Repeat Analysis Is Consistent with the Recent Origin of the KIR Region.

In addition to the microsatellites referred to above, the sequences were analyzed for repeats, including Alus, LINEs, and SINEs. Together they account for over 30% of the sequence exceeding the coding sequence ≈5-fold. The Alu family is the most frequently represented at a density of 0.49 Alu per kilobase, which is not atypical. Outstanding is the highly significant Alu S/J ratio. This ratio can be used as a measure of the age or plasticity of a given sequence. According to their evolutionary origin, Alus can be divided into two main classes, J-Alu (old) and S-Alu (new), and various subclasses of S (33). Random Alus in GenBank are at a universal S/J ratio of 3.00 (34). The S/J ratio over the KIR region approaches 70! This is consistent with a recent origin of the region since J-Alus retrotransposed between ≈55–31 million years ago. The lack of a KIR region in mice is consistent with its recent conception. The S-Alus are similarly located in all KIR genes, suggesting that all KIR loci were derived by duplication of a single primordial locus. The simplest explanation for development of the region is that of the emergence of a KIR gene in human ancestors after the mouse/human divide, followed by multiple duplications of the gene or its derivatives. This could have been followed by sequence exchange by gene conversion or nonreciprocal crossovers. In other words, the KIR region is a young region that has undergone considerable genetic turbulence. Indeed, the specificity of KIR for subsets of HLA-A, -B, or -C allotypes requires that these receptor/ligand combinations developed subsequent to the divergence of HLA loci from each other (35). Analysis of the KIR region in other primates will enable more precise dating of the origin of the region (36).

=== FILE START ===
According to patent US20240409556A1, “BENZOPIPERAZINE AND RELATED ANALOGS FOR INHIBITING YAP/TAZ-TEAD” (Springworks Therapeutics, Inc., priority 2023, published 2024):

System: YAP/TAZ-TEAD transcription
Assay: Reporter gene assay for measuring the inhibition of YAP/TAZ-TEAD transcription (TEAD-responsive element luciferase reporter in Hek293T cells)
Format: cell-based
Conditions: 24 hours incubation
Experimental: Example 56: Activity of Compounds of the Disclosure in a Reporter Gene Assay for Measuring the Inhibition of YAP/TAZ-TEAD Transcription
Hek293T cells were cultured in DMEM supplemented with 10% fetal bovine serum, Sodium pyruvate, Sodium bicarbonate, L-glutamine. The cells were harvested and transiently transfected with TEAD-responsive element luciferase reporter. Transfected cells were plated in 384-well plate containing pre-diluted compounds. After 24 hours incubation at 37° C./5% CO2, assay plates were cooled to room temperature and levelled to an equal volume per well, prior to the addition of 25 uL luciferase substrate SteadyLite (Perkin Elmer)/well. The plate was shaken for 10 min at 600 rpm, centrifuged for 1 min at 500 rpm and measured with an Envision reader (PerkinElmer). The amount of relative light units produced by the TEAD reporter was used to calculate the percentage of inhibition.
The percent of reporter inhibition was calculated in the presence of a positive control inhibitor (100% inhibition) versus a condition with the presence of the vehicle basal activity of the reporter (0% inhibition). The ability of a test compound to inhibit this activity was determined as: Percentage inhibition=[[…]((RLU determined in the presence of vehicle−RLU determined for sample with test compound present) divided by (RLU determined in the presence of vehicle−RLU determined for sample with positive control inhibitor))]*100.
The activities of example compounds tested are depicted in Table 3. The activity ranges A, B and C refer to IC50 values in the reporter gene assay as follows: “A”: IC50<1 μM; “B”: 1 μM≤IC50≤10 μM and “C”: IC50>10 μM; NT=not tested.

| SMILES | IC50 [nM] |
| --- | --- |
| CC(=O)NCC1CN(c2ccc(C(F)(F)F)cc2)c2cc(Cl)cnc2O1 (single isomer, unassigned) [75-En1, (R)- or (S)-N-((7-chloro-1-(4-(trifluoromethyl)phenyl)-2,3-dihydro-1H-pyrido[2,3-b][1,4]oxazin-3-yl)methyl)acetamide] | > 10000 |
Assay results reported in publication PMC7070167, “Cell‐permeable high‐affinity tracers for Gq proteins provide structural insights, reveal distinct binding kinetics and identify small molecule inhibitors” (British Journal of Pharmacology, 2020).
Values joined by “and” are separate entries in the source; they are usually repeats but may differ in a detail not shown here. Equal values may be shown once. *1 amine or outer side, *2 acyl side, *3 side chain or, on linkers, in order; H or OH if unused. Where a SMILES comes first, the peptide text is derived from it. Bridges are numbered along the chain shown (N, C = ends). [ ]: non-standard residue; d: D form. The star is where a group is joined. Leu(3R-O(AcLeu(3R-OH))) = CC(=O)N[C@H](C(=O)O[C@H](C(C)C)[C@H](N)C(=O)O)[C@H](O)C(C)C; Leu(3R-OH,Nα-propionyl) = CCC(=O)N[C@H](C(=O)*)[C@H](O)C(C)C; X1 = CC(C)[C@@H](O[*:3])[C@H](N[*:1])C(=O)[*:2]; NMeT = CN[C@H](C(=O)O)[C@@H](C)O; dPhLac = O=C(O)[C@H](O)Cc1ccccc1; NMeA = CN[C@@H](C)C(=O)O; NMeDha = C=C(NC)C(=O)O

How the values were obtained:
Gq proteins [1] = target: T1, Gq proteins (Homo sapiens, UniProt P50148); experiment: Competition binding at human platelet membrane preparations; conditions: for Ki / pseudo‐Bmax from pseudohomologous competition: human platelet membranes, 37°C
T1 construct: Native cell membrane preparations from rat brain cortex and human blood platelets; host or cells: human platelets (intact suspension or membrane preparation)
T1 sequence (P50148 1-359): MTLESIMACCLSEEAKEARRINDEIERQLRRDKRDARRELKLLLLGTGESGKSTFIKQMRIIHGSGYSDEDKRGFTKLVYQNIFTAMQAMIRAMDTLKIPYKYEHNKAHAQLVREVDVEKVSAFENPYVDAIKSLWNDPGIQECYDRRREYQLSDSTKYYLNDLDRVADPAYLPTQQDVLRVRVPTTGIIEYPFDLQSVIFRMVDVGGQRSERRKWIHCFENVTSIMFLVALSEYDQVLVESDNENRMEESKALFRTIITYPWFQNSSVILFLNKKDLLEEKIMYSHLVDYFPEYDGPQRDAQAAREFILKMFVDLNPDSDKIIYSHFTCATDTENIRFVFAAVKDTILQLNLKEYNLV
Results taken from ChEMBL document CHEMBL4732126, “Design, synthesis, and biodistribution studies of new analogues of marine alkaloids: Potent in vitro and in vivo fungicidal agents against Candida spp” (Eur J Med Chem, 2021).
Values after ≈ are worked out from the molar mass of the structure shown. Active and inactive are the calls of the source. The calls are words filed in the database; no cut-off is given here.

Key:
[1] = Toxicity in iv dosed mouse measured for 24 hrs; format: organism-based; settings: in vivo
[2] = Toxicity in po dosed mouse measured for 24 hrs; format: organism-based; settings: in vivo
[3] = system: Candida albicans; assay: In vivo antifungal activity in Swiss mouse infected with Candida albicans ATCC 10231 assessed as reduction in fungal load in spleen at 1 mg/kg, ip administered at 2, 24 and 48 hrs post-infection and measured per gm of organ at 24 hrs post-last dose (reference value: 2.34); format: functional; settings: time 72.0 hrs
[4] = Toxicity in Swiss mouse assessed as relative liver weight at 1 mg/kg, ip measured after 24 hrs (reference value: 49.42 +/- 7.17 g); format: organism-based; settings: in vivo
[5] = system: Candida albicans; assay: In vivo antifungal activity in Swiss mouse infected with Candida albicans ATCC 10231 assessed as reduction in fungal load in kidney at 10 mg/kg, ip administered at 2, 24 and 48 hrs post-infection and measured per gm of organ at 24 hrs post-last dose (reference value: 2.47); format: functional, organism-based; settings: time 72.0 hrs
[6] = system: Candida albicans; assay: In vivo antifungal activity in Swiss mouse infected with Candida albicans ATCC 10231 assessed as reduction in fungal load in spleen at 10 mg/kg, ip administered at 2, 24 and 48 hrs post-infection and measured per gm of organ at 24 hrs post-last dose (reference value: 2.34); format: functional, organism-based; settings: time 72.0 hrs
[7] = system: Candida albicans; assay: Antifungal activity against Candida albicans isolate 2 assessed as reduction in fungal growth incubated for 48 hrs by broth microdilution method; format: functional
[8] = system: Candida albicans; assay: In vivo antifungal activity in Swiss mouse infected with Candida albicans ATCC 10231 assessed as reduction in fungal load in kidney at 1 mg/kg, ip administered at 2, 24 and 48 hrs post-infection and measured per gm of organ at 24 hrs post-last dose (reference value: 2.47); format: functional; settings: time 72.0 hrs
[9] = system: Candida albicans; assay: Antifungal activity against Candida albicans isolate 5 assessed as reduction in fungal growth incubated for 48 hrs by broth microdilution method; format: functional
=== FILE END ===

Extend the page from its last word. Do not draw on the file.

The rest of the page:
ILT Genes.

The ILT genes fell into two clusters. We sequenced a set of six ILT loci in the region proximal to the KIR loci on a 148-kb PAC clone, 52N121. We called this group, in close proximity to the LAIR2 gene, ILT cluster I. We performed three color fluorescence in situ hybridization analyses (not shown) using PAC clones corresponding to the FcαR/KIR border (800P9), the second ILT region (598H20), and NKG7, a marker centromeric of the ILTs, demonstrating that the order of these groups of genes, centromere to telomere, is NKG7-ILT cluster II-ILT cluster I-KIR. The FISH results taken together with the molecular data and information from databases show the ILT cluster II to be within 150 kb of ILT cluster I (Fig. (Fig.1).1). The LAIR1 locus was grouped together with the ILT cluster II (Fig. (Fig.1).1). ILT cluster I encoded on PAC 52N121 included the ILT1, LIR6, ILT2, and ILT3 genes (9, 37). The ILT9 and 10 genes and exons 1–4 of KIR3DL3 were present on this PAC clone (Fig. (Fig.11A). Thus, 52N121 overlaps with clone 1060P112 (Fig. (Fig.44A).

Figure 4
(A) Organization of ILT cluster I. Sequence of the six ILT genes clustered within 150 kb centromeric of the KIR from PAC 52N121. All genes are in the same 5′ to 3′ orientation from centromere to telomere and, with exception of the ILT1 ...

A comparison of the exon/intron organization of the ILT genes revealed that ILT2 conformed to the prototypic structure of inhibitory ILT genes as described recently for ILT3 (12). The activating ILTs encoded in cluster I showed some variation. Although ILT9 and 10 have an exon/intron organization characteristic of activating ILTs, an extra exon was found in the LIR6 gene encoding for part of a stalk region that is extended in the LIR6 transcript in comparison with any other activating ILT. ILT1 had a largely extended intron 3′ of the last Ig domain exon, which results in the large gene size (15 kb). Upstream of the predicted translation start site in the LIR6 and in the ILT2 gene was an extra 5′ untranslated region exon present in matching transcripts (LIR6a and MIRcl7, respectively). Corresponding exons may be predicted in the ILT1 and ILT9 genes but not for ILT3 and ILT10.